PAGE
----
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WTO and Taiwan Dominate Meeting of Presidents

WTO Membership and Taiwan Dominate Meeting of Presidents

By Selwyn Manning

United States and China are moving closer to achieving an elusive trade deal and China's entry into the World Trade Organisation may be managed before the WTO talks scheduled for Seattle in November.

China is eager to join the WTO but first must reach market-opening accords with the United States, the European Union and other major trading partners.

Certainly President Clinton said he hopes that China grasps the incentive of WTO membership, a card which can be used to strengthen world stability.

China is certainly is proud of its recovery from the Asian Economic Crisis. It recorded a 7.6 percent GDP growth rate for the first half of 1999. China too plans to speed up infrastructural development, promote technical advancement and industrial upgrading in enterprise and agriculture.

And the APEC-speak was fine tuned. President Jiang Zemin said tonight: "We will as always firmly pursue the policy of reform and opening up."

That's the outcome of the summit meeting held today in Auckland at the APEC leader's meeting. But beyond trade, foreign policy, as opposed to China's internal policy, was what dominated the meeting of presidents.

Both China and the United States discussed the Chinese sore point of Taiwan. It became obvious yesterday that if the US/Sino relationship was to improve mutually progress, the United States would need to support China's "One Nation" policy.

Taiwan is seeking a two nations status in its attempt for complete autonomy away from China. Taiwan's president, Lee Teng-hui, asserted in July that China and Taiwan should have a "state-to-state" relationship. This was a clear statement of intent toward independence. China followed with threats to attack the island.

The United States has pressed for a peaceful resolution to the conflict. China said yesterday that Taiwan's Lee Teng-hui was threatening the stability of the Asia Pacific region by asserting independence.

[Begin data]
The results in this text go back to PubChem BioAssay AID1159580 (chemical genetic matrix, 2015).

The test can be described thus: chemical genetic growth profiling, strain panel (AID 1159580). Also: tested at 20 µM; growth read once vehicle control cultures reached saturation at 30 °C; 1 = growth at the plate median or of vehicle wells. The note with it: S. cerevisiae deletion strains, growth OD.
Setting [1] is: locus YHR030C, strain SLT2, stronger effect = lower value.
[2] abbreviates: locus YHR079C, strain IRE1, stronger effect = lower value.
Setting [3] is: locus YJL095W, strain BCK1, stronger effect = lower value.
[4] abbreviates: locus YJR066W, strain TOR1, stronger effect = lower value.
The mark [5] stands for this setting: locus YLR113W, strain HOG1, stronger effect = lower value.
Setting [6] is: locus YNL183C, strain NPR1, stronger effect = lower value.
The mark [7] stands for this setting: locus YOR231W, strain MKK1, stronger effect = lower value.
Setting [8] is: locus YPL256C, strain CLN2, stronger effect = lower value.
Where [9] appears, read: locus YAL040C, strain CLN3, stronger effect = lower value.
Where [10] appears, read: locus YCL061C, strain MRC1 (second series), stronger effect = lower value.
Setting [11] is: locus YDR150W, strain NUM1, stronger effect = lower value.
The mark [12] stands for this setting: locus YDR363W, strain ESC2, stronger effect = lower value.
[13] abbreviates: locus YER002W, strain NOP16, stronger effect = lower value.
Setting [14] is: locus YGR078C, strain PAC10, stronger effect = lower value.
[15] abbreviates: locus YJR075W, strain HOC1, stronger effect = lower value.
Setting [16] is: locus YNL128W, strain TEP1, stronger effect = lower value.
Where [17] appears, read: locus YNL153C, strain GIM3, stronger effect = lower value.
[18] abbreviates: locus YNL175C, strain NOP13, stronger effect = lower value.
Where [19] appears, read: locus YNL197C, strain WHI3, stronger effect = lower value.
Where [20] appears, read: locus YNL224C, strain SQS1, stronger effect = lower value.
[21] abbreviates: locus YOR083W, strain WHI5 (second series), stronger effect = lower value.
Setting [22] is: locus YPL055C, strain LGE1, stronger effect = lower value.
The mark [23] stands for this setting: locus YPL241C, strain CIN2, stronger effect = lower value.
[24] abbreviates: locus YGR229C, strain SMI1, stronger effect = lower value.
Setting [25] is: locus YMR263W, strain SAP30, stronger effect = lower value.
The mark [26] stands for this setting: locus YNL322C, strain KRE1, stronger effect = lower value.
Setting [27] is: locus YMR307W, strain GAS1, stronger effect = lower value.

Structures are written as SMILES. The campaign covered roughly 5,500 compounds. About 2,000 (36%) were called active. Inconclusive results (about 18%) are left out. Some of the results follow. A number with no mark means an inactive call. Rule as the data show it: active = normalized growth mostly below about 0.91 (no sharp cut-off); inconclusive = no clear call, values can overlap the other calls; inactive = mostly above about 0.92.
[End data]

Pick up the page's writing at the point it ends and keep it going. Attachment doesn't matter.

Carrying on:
Today, President Clinton agreed to and support China's One Nation policy, a stance which secretary of state Madeleine Albright set in stone yesterday by speaking on the US President's behalf. But that support comes with a peaceful-diplomatic-resolution tag attached. President Clinton favours a "cross strait dialogue".

One Nation simply does not recognise Taiwan as an independent nation.

China's President Jiang Zemin responded today by agreeing it would pursue a "peaceful" path toward resolving its word-war with Taiwan. However, President Zemin said tonight, China will not "renounce the use of force" to enforce Taiwan's attachment to the "motherland", should Taiwan move to further distance itself from mainland China.

President Zemin said: "Taiwan poses a very grave violation of China's sovereignty and of China's national interest." He said outside interference would only risk escalation in the conflict, as would an assertion by Taiwan for independence. If that happened China would not renounce using force.

The Taiwan issue was a litmus test for both superpowers. It was the eyeballing before a match type situation. China wanted currency from the USA and it got it in support for its sovereign stance of claim to Taiwan.

China is beaming after getting this assurance. China had earlier been outraged by US arms sales to Taiwan and US discussion of a possible anti-missile shield in East Asia. President Zemin is insisting that the USA cease all military supply to Taiwan.

President Zemin made it clear tonight that both the US and China wished to mend the rift caused by the bungled US bombing of the Chinese embassy in Belgrade. He said the bombing "caused serious damage to Sino/US talks" and was seen by China's 1.2 billion people as a "horrific act" against the People's Republic. It also caused "grave damage" to the momentum which the two nations had gathered in establishing close foreign relations. However, both China and the US have agreed to resume WTO negotiation and are taking a fast track approach to that end.

China refused to elaborate on whether a pact had been established between China and the United States over a unified role in bringing about peace and independence in East Timor.

APEC leaders are now expected to endorse the launching of new negotiations by the 134-nation World Trade Organisation to remove trade barriers in agriculture, industries and services such as banking and airlines. The WTO, which sets the rules for global trade, will hold a ministerial meeting beginning Nov. 30 in Seattle.

President Clinton will meet tomorrow with Japanese Prime Minister Keizo Obuchi and South Korean President Kim Dae-jung. Items to be discussed include: North Korea's suspected preparations to test a new long-range ballistic missile.

President Clinton will also meet with Russia's new prime minister, Vladimir Putin. Allegations of corruption in the Kremlin and money laundering will provide sensitive topics of discussion.

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